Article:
Your Health Privacy Rights

Your Rights Based On the U.S. Constitution and State Laws:

  • Right to control who can see, use, share and sell our health information.
  • Right to feel safe talking truthfully to your doctors.
  • Right to privacy and control of health information unless otherwise stated or required by law.
  • Right to be notified of any breach or possible breach of information.
  • Right to audit trails of every disclosure of health information.  Health IT makes it easier than ever to know exactly who has your information.
  • Right to EHR and PHR systems that have the highest standards for security (keep hackers out).
  • Right to participate in research and have researchers access your records ONLY if you give informed consent.
  • Right to segment sensitive information such as mental health, addiction or STDs, in your health record.
  • Right to obtain prescriptions with privacy; no one should be able to use or sell your prescriptions without your consent.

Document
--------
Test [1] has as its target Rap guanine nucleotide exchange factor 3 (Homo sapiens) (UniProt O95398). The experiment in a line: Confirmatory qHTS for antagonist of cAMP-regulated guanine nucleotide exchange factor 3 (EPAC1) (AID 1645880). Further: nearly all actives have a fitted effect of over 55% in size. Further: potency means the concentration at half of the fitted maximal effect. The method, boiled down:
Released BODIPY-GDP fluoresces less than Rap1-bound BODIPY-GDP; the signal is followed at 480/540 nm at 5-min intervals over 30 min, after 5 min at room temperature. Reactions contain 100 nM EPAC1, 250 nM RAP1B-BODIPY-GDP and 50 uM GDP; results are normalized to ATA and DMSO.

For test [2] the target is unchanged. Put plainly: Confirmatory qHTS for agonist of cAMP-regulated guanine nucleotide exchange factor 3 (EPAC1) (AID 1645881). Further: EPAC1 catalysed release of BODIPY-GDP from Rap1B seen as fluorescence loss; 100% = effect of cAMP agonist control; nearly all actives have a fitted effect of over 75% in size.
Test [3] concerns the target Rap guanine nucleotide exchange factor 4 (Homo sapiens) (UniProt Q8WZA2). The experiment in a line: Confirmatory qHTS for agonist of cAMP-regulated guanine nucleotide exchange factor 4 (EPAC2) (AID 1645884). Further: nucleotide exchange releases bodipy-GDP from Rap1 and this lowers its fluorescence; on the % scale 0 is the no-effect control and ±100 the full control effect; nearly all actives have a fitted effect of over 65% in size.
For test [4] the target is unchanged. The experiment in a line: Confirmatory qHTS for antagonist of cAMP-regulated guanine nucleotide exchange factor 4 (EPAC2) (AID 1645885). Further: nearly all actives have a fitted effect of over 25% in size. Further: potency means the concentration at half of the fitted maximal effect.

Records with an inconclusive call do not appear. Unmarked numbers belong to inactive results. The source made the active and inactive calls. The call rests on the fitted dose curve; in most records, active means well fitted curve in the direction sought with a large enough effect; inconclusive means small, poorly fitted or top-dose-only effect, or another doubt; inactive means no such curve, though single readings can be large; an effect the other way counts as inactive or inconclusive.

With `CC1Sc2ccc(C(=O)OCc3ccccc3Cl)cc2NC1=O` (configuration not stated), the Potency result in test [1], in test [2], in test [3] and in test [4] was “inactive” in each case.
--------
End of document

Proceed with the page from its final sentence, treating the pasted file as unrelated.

• Right to obtain employment, insurance, credit, admission to schools, etc. without being compelled to share health information unless required by statute.

Patient Privacy Rights is working to ensure these rights are guaranteed by Congress.


HIPAA Health Privacy “Rights”:

  • Receive notice of how providers use and share your information with over 4 million “covered entities”, without asking you (“Privacy Notice” or “Notice of Privacy Policies”).
  • The right to a copy of your health records. The provider may charge a “reasonable fee” for such copies.
  • You can request changes to your health records. The provider does NOT have to make the changes requested. Your changes must be added to your records and the provider has to state reasons s/he disagrees with changes.
  • You can request an accounting of disclosures of your health information.  Most disclosures do not require consent and have no audit trails.  Audit trails are required only for disclosures for “non-routine” uses.
  • Health establishments and “covered entities” are required to secure information to the best of their ability, and a privacy official must be designated by each “covered entity.”
  • The ADA prohibits an employer from asking about health information or requiring a physical prior to an offer if they have more than 15 employees.  After the offer is made, the employer may require a medical exam if it is required by all employees with similar positions.  Employers may also ask employees to authorize disclosure of their medical records.  But, if the employer is self-insured they can access their employees’ medical information without consent.

Job discrimination is the most common complaint sent in to Patient Privacy Rights.